What's going on?
Major US banks including JPMorgan Chase, Citigroup and Wells Fargo reported first-quarter earnings on Friday that beat expectations – but investors didn’t seem to be that into it…
What does this mean?
There was plenty to be pleased about in Friday’s results: recent tax reforms have helped increase profitability at the banks, and rising interest rates mean that they’re earning more from lending out money to customers. On top of that, markets’ roller coaster ride in the first quarter helped banks’ stock-trading departments add to their revenues as they executed more trades (banks charge a small commission for each trade they process).
Why should I care?
For markets: It appeared that markets were already expecting all that.
Shares in JPMorgan fell by more than 2%, Wells Fargo was down 3% and Citigroup was down 2% on Friday. Bank stocks have generally increased some 20-30% over the past two years as investors have bid up their price, enticed partly by moves like frequent share buybacks and partly by the rising interest rate environment. The lack of anything especially shiny and new in this batch of earnings – and some disappointing news on lackluster loan growth in spite of tax reforms – may have encouraged the selloff.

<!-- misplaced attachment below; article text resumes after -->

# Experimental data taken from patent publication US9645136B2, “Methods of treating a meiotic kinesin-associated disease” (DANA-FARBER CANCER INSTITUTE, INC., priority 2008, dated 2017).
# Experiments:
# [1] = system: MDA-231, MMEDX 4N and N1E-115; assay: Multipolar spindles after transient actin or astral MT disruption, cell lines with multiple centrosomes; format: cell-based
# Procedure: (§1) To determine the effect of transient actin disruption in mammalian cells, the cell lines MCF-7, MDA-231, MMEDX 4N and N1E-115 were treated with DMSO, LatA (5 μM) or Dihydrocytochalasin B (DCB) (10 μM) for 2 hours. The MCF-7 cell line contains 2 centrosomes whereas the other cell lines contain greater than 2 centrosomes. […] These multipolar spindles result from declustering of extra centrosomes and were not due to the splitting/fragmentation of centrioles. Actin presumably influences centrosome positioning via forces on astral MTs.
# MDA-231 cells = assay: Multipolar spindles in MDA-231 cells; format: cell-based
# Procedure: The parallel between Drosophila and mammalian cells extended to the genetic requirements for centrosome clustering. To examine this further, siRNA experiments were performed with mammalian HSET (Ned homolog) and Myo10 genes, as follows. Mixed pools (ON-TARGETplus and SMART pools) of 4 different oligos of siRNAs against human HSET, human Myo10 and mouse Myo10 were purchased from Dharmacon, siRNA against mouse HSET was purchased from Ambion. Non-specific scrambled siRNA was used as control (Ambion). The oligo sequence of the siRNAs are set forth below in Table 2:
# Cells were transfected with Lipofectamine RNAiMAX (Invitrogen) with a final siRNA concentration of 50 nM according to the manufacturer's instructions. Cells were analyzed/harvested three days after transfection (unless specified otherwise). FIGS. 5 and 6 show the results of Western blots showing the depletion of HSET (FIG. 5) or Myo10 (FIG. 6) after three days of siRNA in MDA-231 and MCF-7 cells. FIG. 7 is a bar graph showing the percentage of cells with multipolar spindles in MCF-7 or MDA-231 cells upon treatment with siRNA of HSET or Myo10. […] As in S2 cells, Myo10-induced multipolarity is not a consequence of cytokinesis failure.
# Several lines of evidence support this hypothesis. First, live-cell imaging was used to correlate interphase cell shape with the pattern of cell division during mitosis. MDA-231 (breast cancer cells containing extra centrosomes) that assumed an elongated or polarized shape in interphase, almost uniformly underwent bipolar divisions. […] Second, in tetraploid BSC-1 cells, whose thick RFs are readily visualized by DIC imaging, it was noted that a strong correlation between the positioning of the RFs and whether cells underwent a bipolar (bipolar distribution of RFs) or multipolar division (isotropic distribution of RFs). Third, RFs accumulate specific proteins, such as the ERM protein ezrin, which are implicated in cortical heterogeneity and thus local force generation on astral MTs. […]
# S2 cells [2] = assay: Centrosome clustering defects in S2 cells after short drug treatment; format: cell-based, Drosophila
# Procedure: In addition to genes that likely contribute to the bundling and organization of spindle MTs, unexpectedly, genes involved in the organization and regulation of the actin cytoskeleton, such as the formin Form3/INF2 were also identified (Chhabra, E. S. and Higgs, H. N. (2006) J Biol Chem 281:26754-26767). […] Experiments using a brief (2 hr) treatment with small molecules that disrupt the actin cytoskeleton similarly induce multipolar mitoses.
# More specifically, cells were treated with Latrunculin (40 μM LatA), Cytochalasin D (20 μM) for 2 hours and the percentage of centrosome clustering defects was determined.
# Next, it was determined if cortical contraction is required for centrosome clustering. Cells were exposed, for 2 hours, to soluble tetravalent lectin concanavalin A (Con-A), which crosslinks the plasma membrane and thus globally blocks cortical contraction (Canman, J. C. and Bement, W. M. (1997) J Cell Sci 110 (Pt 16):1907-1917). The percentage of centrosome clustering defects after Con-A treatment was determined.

The bigger picture: Trading just ain’t what it used to be…
While JPMorgan reported record revenues from its stock-trading division, banks’ revenues from trading as a whole have been declining for years. One interesting reason is that regulators around the world are pushing for more transparency in financial markets. In Europe, for example, the recent MiFID regulation ensures that all kinds of financial products are priced in an open and transparent way. This is probably good for society in the long run (honesty is the best policy!), but it does mean that banks might find it harder to overcharge for certain products (as, in theory at least, anyone can figure out if they’re paying a fair price).